Above is an unusual one-sheet for Robert Siodmak’s 1946 film noir Les Tueurs, aka The Killers, with Burt Lancaster and Ava Gardner. You may remember we showed you the colorful Swedish poster last year. This rather hazy French effort is unusual because it features a photo of one of the stars, which is a promotional technique that wouldn’t become popular until decades later, when retouched (later digitally tweaked) photography replaced handpainted images, forever to the detriment of the art world. We’ve talked about this before, and we still have the same question. Namely, what is it inside of us that made us divorce art from commerce? We’ve embraced the soulless in every form of promotional art from movie posters to book covers to billboards. Is it simply about money? Does capitalism drive us inexorably toward an artless pursuit of profit? We have our theories, but what do you think? Or is this a little too much to be dumping on you on a spring Saturday? Right, we can take a hint. Les Tueurs premiered in Paris today in 1947. 

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Vintage Pulp Mar 7 2009
BURT OFFERING
Lust for a dame brings another man to an unfortunate end.

Here’s a colorful Swedish one sheet for The Killers, which is considered one of the most important noirs. Inspired by an Ernest Hemingway short story, and helmed by director Robert Siodmak, the movie opens with an unresisting Burt Lancaster being snuffed by two hit men, then follows an insurance investigator as he tries to figure out what possibly could have happened in this man’s life that would make him virtually offer himself to his murderers. All roads lead—as all roads must—to the femme fatale. In this case it’s the magical Ava Gardner, in her first starring role as the hard-as-nails Kitty Collins. The art here effectively tells the story of the film in a snapshot—we see Burt beset by his two killers as Ms. Gardner seems to burn in his breast. That pretty much sums it up. The film was a smash hit, and it remains a must-see. It first played in Stockholm today, in 1947.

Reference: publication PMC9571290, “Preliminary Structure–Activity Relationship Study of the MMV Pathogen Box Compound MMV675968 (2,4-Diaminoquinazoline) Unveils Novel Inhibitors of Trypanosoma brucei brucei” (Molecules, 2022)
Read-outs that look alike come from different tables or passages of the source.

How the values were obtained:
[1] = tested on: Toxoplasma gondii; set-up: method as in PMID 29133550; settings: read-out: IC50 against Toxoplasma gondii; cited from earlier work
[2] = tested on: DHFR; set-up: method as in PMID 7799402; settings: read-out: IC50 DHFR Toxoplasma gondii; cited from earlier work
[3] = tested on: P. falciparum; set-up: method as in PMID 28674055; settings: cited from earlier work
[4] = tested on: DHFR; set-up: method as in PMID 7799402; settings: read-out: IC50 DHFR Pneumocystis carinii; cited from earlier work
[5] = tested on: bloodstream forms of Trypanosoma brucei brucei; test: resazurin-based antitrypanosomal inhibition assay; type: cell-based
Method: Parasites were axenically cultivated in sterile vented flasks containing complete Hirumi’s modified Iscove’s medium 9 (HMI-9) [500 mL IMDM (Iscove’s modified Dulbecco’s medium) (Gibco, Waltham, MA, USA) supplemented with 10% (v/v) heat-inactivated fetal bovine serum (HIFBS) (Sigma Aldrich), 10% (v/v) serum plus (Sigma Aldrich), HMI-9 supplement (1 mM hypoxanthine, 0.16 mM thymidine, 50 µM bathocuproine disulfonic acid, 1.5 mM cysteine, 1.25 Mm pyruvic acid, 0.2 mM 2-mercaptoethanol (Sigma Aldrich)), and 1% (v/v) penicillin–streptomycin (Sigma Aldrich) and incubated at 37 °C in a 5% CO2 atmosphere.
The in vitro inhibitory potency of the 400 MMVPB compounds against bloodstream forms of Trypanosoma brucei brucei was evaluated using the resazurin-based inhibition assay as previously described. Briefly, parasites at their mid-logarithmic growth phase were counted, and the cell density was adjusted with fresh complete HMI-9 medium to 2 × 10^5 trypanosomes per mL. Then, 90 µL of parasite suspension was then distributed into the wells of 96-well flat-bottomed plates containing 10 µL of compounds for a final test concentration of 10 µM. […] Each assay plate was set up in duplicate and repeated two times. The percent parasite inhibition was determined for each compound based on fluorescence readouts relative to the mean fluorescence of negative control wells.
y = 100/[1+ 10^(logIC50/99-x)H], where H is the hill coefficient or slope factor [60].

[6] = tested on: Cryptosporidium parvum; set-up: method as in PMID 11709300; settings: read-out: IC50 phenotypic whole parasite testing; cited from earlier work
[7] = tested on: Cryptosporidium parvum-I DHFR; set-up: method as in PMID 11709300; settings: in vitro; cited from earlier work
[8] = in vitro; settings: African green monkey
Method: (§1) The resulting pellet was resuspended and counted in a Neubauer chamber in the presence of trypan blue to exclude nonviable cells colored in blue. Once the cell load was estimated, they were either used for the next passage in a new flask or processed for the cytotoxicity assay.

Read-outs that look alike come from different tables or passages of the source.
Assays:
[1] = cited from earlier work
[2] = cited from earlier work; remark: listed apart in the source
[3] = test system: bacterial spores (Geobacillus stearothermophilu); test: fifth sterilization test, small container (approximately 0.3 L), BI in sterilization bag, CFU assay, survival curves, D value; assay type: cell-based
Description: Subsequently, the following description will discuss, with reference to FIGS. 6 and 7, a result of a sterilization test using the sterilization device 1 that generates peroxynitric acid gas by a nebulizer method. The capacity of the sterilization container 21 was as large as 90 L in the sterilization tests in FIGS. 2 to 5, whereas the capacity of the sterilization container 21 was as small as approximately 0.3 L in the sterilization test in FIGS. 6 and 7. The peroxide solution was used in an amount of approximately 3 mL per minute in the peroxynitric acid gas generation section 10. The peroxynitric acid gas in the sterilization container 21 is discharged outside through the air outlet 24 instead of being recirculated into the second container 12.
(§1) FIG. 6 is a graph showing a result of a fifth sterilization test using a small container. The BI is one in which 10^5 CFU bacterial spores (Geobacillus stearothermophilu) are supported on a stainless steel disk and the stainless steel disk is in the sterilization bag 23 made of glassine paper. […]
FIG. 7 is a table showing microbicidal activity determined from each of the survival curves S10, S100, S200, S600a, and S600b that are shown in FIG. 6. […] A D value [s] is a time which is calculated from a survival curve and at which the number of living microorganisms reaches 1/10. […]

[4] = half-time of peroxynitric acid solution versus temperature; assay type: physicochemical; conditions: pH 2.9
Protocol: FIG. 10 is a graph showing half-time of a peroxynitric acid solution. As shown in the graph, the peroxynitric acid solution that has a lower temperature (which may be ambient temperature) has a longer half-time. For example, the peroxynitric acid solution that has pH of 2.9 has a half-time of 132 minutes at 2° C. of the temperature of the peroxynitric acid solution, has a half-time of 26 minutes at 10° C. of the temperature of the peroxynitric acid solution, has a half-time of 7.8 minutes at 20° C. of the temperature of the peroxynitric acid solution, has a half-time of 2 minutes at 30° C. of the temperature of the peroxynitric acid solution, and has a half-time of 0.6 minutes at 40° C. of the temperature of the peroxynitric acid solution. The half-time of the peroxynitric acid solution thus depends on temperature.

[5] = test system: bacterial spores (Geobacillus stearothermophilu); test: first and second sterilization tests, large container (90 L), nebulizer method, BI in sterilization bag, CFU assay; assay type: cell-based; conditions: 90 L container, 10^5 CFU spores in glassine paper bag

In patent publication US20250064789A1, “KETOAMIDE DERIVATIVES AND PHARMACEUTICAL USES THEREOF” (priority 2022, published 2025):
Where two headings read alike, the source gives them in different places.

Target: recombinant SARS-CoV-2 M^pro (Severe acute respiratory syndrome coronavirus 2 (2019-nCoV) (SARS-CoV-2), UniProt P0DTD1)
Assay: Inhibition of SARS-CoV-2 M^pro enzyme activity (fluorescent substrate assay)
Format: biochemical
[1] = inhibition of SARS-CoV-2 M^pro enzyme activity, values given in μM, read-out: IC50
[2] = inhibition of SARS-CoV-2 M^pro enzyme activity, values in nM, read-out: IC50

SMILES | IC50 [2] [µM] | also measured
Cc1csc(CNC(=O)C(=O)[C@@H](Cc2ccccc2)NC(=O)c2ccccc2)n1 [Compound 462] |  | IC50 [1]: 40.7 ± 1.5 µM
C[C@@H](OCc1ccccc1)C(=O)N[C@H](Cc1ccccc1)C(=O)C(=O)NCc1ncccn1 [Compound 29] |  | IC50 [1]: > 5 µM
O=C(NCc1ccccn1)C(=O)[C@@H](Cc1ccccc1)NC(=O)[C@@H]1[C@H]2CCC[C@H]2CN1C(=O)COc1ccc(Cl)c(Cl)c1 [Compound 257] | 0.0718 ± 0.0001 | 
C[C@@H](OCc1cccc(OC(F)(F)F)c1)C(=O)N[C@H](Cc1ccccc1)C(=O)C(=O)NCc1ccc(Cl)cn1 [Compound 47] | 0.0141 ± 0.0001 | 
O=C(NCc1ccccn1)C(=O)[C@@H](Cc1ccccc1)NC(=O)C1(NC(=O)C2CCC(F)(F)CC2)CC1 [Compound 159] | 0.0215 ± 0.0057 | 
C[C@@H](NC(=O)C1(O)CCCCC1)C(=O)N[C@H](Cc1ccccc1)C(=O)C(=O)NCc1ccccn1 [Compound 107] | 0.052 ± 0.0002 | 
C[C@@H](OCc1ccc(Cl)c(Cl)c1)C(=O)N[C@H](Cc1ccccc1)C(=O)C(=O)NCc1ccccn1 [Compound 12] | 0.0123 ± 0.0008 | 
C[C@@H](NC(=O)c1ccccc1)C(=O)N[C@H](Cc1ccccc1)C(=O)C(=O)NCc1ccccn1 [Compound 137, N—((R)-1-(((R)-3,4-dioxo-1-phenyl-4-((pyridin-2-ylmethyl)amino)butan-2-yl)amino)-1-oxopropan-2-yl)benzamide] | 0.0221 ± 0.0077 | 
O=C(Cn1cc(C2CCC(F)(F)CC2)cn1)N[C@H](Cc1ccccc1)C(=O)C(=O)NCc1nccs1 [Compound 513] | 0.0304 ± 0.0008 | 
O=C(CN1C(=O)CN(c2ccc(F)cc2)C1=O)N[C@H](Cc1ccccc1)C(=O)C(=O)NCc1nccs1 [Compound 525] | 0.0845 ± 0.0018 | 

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History Rewind
The headlines that mattered yesteryear.
October 28
1919—Volstead Act Passed
The U.S. Congress passes the Volstead Act over President Woodrow Wilson's veto, paving the way for alcohol Prohibition to begin the following January. The Act, named for Chairman of the House Judiciary Committee Andrew Volstead, was supposed to create a better society but instead helped lead to the rise of violent organized crime gangs. The law wouldn't be repealed until 1933.
1922—Mussolini Comes Into Power
During the second day of the event known as the March on Rome, Fascist leader Benito Mussolini officially takes control of the Italian government when King Victor Emmanuel III cedes power. Supported by a coalition of military, business, and right-wing leaders, Mussolini remains in power until 1943, when defeat in World War II begins to look inevitable.
October 27
1994—U.S. Prison Population Reaches Milestone
The U.S. prison population tops 1 million for the first time in American history. By 2008 the U.S. Justice Department pegs the number of imprisoned at 2.3 million, and the overall U.S. correctional population, i.e. those in jail, prison, on probation or on parole, at 7.3 million, or 1 in every 31 adults.
October 26
1951—Churchill Becomes Prime Minster Again
The Conservative Party wins the British general election, making Winston Churchill prime minister for the second time. Churchill is nearly 76 at the time, making him the second oldest prime minister in history after William Gladstone. Churchill remains PM until 1955, when he steps down at 81 due to ill health.
1964—The Night Caller Is Executed
In Australia, Eric Edgar Cooke, who had earned the nickname Night Caller, is hanged after being convicted of murder. He had terrorized Perth for four years, committing 22 violent crimes, eight of which resulted in deaths. He becomes the last person to be executed in Western Australia.